Faster, friendlier analytics for your PHP project

Mathias Bolt Lesniak
Mathias Bolt Lesniak
Guest blogger and Consultant, Pixelant
12 Dec 2019

To make your life easier, we are open-sourcing our graphical analysis tool for PHP projects. Though written for our own needs at Pixelant, it should help you optimize your configuration and PHP code for

The Log Analyzer tool runs locally, and we have tried to make it easy to install and run. It wraps around the platform CLI and generates a self-contained report as a single HTML file that you can view in you browser and distribute to your team.

After downloading the code, run php platformPhpAnalyzer.php from within the platformsh-analytics directory to get started. It will walk you through selecting the project and and environment to analyze.

Here are some of the ways the Pixelant team uses the log analyzer.

Log Analyzer

Mapping your memory usage

Too few PHP workers will lead to 503 errors. By knowing your app’s expected memory usage, you can maximize the number of concurrent requests by specifying PHP-FPM sizing hints in For us, the default sizing hint of 45 MB was far above the 10–15 MB required for most of our TYPO3 CMS projects in PHP 7.x. (You will find details about memory hinting in the documentation.)

The PHP Analyzer’s Memory Usage graph helps you find the sweet spot. Our goal is to place 90 – 95% of all requests below the hinted memory usage threshold. Usage above the hint will cause swapping and slow down the scripts, but they will still work.

Memory usage

Memory usage graph

The green bars draw a histogram of the total number of requests for a specific memory usage. In this example, 60% of the requests use only 4 MB of memory. That’s a sign of a well-optimized site and the result of TYPO3’s excellent caching.

The blue line graph is the one to use to determine where to set the memory hinting. It shows the reverse cumulative percentage of total requests. In the illustration above, 26.1% of the requests (i.e., the requests to the right of the selected point) use more than 4M of memory. In this example, the sweet spot is around 12 MB (4.6%), so we set runtime.sizing_hints.request_memory: 12MB.

The red and yellow line graphs can help you spot issues with CPU usage and execution time. However, it is important to note the difference in statistical significance between a peak, where there are many requests, and one with almost none. High CPU time and low execution time indicate lots of requests being handled successfully. High execution time without a change in CPU usage indicates a few very slow requests.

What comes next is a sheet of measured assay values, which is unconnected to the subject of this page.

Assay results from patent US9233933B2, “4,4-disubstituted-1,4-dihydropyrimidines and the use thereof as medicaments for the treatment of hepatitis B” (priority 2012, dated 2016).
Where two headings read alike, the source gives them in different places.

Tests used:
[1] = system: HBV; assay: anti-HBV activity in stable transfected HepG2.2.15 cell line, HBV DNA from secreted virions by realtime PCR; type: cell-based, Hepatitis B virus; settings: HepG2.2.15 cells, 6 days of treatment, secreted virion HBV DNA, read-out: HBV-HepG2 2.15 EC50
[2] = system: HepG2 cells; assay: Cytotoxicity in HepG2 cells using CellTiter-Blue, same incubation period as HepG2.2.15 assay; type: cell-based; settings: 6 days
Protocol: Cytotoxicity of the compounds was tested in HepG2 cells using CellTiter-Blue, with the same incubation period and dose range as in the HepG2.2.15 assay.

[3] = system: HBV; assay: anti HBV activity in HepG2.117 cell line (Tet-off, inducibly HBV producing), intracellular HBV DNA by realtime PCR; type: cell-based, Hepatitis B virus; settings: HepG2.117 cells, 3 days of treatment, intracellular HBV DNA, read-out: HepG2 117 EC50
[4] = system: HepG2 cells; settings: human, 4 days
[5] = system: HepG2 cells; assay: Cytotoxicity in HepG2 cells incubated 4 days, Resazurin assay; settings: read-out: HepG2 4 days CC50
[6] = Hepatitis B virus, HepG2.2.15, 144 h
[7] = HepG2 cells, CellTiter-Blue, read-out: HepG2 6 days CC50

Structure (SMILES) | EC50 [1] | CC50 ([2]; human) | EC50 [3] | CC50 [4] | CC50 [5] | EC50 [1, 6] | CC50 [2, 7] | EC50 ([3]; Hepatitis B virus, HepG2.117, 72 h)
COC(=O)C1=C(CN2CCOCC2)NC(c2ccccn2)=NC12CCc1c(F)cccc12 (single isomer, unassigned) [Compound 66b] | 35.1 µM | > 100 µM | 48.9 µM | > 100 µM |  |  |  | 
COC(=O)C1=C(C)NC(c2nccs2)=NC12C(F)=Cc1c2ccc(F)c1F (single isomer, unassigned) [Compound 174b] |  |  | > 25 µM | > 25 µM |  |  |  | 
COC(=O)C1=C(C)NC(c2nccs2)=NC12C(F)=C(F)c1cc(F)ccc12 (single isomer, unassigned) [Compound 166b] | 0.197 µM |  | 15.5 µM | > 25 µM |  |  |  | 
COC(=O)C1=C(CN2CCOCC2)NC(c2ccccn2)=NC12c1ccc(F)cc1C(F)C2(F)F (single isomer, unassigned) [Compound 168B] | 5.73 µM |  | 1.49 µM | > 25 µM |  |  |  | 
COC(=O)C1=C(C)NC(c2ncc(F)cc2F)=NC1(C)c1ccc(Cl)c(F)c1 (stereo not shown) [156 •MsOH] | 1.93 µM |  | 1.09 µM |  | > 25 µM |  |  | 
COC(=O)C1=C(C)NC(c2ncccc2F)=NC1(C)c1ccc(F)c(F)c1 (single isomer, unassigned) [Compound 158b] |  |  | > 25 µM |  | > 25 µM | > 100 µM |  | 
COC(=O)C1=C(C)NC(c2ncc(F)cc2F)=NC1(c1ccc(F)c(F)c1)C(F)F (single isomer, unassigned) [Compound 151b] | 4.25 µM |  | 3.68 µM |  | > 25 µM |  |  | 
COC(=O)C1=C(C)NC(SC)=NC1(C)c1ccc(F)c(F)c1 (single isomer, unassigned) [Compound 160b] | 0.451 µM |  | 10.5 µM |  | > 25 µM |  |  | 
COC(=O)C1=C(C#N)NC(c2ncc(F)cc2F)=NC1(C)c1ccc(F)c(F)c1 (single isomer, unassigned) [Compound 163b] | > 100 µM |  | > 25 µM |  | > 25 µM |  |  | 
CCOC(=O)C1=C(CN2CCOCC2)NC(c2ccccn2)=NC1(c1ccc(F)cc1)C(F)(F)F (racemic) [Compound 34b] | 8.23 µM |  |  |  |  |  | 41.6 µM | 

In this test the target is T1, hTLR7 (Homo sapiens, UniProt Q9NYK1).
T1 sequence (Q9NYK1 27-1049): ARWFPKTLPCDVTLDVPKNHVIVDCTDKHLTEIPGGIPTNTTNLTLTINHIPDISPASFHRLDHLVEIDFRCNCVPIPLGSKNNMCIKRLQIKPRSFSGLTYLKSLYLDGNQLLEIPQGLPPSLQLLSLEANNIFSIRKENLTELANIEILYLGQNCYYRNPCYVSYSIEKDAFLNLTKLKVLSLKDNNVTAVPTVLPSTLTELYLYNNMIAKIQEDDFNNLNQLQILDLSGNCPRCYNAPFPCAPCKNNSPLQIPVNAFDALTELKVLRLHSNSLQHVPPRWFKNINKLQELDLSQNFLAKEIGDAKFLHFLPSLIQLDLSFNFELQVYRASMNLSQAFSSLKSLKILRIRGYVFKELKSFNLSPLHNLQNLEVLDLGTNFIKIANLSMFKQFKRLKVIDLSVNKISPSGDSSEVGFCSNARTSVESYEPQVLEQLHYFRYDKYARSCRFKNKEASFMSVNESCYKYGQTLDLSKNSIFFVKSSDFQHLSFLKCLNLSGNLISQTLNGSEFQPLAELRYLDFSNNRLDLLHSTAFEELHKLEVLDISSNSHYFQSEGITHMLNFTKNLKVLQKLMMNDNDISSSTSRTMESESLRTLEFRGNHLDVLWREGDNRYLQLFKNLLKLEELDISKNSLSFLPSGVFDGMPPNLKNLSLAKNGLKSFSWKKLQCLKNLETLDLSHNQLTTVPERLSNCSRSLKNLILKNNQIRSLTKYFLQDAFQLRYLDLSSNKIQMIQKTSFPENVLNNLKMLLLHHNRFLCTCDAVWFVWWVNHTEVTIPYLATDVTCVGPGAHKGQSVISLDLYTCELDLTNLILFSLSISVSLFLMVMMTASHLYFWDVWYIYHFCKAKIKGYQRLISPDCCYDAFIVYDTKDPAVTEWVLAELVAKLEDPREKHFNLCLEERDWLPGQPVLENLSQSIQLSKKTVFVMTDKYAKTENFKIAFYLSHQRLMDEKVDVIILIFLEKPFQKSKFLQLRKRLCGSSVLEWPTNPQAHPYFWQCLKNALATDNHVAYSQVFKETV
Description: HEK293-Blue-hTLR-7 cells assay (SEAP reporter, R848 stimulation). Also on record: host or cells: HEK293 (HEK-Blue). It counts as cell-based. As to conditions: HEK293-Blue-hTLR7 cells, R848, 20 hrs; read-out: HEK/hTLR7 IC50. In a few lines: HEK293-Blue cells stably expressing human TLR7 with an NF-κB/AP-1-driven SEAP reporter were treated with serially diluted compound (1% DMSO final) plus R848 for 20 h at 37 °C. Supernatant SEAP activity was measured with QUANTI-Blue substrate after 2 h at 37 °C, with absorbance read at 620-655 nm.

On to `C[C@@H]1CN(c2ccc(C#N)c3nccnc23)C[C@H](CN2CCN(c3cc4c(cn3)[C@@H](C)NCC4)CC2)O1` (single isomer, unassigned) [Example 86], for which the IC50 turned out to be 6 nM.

Visually detecting project health issues

The memory usage graph is also good for detecting other issues with your install. For a live environment, a tidy set of graphs is a sign of predictable resource usage.

Memory usage

Memory usage graph

The above graph is painful. There are three problem flags:

  • Memory usage is spread out in the space between 2 – 76 MB. The 90 – 95% sweet spot is almost all the way to the right, somewhere around 60 – 66 MB!

  • Spikes in error responses are frequent. The gray graph shows requests with HTTP response codes 501, 502, 503, etc, for example at 24 MB and 30 MB.

  • Multiple memory usage peaks stand out along the way from left to right, for example at 14 MB and 18 MB. These could indicate popular uncached requests and possibly inefficient memory usage. Something worth optimizing.

You’ll also see fluctuations in average execution time and CPU.

Response code distribution

Another easy health check is the relative distribution of response codes. The analytics tool displays this information in five ways:

  • Across total requests
  • Average memory usage
  • Average CPU usage
  • Average execution time
  • Over time

The first four are pie charts, and the last one is a bar chart. Looking at the distribution of response codes over time is especially useful for noticing operational events and trends. The chart below shows spikes in 404 and 500 responses.

Response codes

Response Codes

Looking at all HTTP requests

Looking at PHP-related requests will only get you so far. That’s why the Log Analyzer for PHP requests has a smaller sibling, called platformGoAccess.php. It wraps the GoAccess HTTP log analyzer and also outputs a portable HTML file, ready for your team. (You’ll have to install GoAccess first.)

Visions of the future

These two log analyzers were written as self-help tools for us at Pixelant. Open source is a core philosophy of ours, so we have licensed it under GPL. Such a project should be a common interest, and we would love your contribution as a fellow user. Check out the repository.

Tidying up the code base is one upcoming focus, but other ideas are surfacing on a daily basis. Here are just a few:

  • Persisting logs locally, and implementing before/after comparisons
  • Better scriptability, so you can automate the script and generate statistics at regular intervals
  • Clicking on a point in a chart displays more relevant information, such as specific log entries
  • Better calculation of recommended plan size

Check out Log Analyzer on Github

About the author

Mathias Bolt Lesniak lives outside of Oslo, Norway with his wife and two kids. He works with deployment at Pixelant and is an avid fan of TYPO3 CMS, and open-source contribution. You can reach Mathias @ProvenPudding.